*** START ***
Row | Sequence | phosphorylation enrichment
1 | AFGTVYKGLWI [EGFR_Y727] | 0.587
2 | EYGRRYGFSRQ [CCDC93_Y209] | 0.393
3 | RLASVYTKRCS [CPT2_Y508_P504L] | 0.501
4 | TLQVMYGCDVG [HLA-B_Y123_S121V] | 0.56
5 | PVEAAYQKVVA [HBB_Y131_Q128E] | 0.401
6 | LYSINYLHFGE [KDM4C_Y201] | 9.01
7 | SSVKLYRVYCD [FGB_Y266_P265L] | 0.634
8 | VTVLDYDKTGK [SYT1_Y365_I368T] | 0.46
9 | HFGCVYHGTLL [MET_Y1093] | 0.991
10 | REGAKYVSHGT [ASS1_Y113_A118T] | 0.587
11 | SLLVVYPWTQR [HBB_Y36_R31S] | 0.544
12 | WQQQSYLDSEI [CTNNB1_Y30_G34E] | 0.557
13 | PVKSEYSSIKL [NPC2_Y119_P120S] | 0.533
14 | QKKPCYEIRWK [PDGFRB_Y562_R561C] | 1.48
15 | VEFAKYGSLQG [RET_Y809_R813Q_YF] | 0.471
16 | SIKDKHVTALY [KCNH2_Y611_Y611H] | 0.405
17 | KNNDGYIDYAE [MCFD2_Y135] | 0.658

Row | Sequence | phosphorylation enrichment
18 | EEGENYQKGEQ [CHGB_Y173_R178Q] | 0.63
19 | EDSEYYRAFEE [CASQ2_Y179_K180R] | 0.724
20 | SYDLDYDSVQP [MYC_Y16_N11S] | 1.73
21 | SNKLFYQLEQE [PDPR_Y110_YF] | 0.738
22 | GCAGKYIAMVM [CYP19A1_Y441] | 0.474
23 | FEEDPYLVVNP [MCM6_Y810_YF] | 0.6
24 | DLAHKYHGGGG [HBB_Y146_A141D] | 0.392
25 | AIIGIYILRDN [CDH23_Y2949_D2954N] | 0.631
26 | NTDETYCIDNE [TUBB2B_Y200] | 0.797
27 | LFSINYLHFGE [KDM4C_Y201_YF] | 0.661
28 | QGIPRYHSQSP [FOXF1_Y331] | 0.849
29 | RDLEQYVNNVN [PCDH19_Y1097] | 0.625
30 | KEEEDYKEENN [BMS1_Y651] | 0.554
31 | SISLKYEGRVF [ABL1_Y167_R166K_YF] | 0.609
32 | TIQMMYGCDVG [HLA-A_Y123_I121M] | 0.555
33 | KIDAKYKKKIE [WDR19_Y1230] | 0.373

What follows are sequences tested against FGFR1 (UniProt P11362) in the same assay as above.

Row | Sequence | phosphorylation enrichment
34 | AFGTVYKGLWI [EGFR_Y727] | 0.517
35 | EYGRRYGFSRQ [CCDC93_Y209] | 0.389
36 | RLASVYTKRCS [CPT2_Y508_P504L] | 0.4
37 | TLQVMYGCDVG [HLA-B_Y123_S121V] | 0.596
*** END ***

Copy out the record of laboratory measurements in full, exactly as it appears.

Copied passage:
Row | Sequence | phosphorylation enrichment
1 | AFGTVYKGLWI [EGFR_Y727] | 0.587
2 | EYGRRYGFSRQ [CCDC93_Y209] | 0.393
3 | RLASVYTKRCS [CPT2_Y508_P504L] | 0.501
4 | TLQVMYGCDVG [HLA-B_Y123_S121V] | 0.56
5 | PVEAAYQKVVA [HBB_Y131_Q128E] | 0.401
6 | LYSINYLHFGE [KDM4C_Y201] | 9.01
7 | SSVKLYRVYCD [FGB_Y266_P265L] | 0.634
8 | VTVLDYDKTGK [SYT1_Y365_I368T] | 0.46
9 | HFGCVYHGTLL [MET_Y1093] | 0.991
10 | REGAKYVSHGT [ASS1_Y113_A118T] | 0.587
11 | SLLVVYPWTQR [HBB_Y36_R31S] | 0.544
12 | WQQQSYLDSEI [CTNNB1_Y30_G34E] | 0.557
13 | PVKSEYSSIKL [NPC2_Y119_P120S] | 0.533
14 | QKKPCYEIRWK [PDGFRB_Y562_R561C] | 1.48
15 | VEFAKYGSLQG [RET_Y809_R813Q_YF] | 0.471
16 | SIKDKHVTALY [KCNH2_Y611_Y611H] | 0.405
17 | KNNDGYIDYAE [MCFD2_Y135] | 0.658

Row | Sequence | phosphorylation enrichment
18 | EEGENYQKGEQ [CHGB_Y173_R178Q] | 0.63
19 | EDSEYYRAFEE [CASQ2_Y179_K180R] | 0.724
20 | SYDLDYDSVQP [MYC_Y16_N11S] | 1.73
21 | SNKLFYQLEQE [PDPR_Y110_YF] | 0.738
22 | GCAGKYIAMVM [CYP19A1_Y441] | 0.474
23 | FEEDPYLVVNP [MCM6_Y810_YF] | 0.6
24 | DLAHKYHGGGG [HBB_Y146_A141D] | 0.392
25 | AIIGIYILRDN [CDH23_Y2949_D2954N] | 0.631
26 | NTDETYCIDNE [TUBB2B_Y200] | 0.797
27 | LFSINYLHFGE [KDM4C_Y201_YF] | 0.661
28 | QGIPRYHSQSP [FOXF1_Y331] | 0.849
29 | RDLEQYVNNVN [PCDH19_Y1097] | 0.625
30 | KEEEDYKEENN [BMS1_Y651] | 0.554
31 | SISLKYEGRVF [ABL1_Y167_R166K_YF] | 0.609
32 | TIQMMYGCDVG [HLA-A_Y123_I121M] | 0.555
33 | KIDAKYKKKIE [WDR19_Y1230] | 0.373

What follows are sequences tested against FGFR1 (UniProt P11362) in the same assay as above.

Row | Sequence | phosphorylation enrichment
34 | AFGTVYKGLWI [EGFR_Y727] | 0.517
35 | EYGRRYGFSRQ [CCDC93_Y209] | 0.389
36 | RLASVYTKRCS [CPT2_Y508_P504L] | 0.4
37 | TLQVMYGCDVG [HLA-B_Y123_S121V] | 0.596